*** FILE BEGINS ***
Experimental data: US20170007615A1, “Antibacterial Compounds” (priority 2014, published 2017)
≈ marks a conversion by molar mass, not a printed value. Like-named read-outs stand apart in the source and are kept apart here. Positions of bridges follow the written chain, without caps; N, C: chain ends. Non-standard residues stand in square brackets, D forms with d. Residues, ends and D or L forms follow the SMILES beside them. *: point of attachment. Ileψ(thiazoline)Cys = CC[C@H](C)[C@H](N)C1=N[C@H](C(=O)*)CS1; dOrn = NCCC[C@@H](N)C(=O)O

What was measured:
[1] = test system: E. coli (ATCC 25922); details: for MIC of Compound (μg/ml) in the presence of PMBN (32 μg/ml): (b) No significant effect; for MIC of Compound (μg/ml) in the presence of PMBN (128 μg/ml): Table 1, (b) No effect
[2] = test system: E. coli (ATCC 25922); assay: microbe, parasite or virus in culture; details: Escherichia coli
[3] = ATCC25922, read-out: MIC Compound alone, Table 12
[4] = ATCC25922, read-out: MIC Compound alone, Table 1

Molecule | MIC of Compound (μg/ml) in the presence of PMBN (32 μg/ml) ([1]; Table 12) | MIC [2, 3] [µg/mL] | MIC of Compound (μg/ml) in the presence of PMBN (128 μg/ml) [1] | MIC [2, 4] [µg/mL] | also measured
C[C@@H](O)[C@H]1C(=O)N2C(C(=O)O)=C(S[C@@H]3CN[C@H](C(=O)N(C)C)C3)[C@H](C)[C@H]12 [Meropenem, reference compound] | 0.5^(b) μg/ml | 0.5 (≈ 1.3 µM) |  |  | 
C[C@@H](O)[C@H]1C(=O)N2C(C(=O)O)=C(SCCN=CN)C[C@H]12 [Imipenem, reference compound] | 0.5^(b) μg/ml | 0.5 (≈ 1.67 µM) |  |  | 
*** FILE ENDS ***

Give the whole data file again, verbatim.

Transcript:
Experimental data: US20170007615A1, “Antibacterial Compounds” (priority 2014, published 2017)
≈ marks a conversion by molar mass, not a printed value. Like-named read-outs stand apart in the source and are kept apart here. Positions of bridges follow the written chain, without caps; N, C: chain ends. Non-standard residues stand in square brackets, D forms with d. Residues, ends and D or L forms follow the SMILES beside them. *: point of attachment. Ileψ(thiazoline)Cys = CC[C@H](C)[C@H](N)C1=N[C@H](C(=O)*)CS1; dOrn = NCCC[C@@H](N)C(=O)O

What was measured:
[1] = test system: E. coli (ATCC 25922); details: for MIC of Compound (μg/ml) in the presence of PMBN (32 μg/ml): (b) No significant effect; for MIC of Compound (μg/ml) in the presence of PMBN (128 μg/ml): Table 1, (b) No effect
[2] = test system: E. coli (ATCC 25922); assay: microbe, parasite or virus in culture; details: Escherichia coli
[3] = ATCC25922, read-out: MIC Compound alone, Table 12
[4] = ATCC25922, read-out: MIC Compound alone, Table 1

Molecule | MIC of Compound (μg/ml) in the presence of PMBN (32 μg/ml) ([1]; Table 12) | MIC [2, 3] [µg/mL] | MIC of Compound (μg/ml) in the presence of PMBN (128 μg/ml) [1] | MIC [2, 4] [µg/mL] | also measured
C[C@@H](O)[C@H]1C(=O)N2C(C(=O)O)=C(S[C@@H]3CN[C@H](C(=O)N(C)C)C3)[C@H](C)[C@H]12 [Meropenem, reference compound] | 0.5^(b) μg/ml | 0.5 (≈ 1.3 µM) |  |  | 
C[C@@H](O)[C@H]1C(=O)N2C(C(=O)O)=C(SCCN=CN)C[C@H]12 [Imipenem, reference compound] | 0.5^(b) μg/ml | 0.5 (≈ 1.67 µM) |  |  | 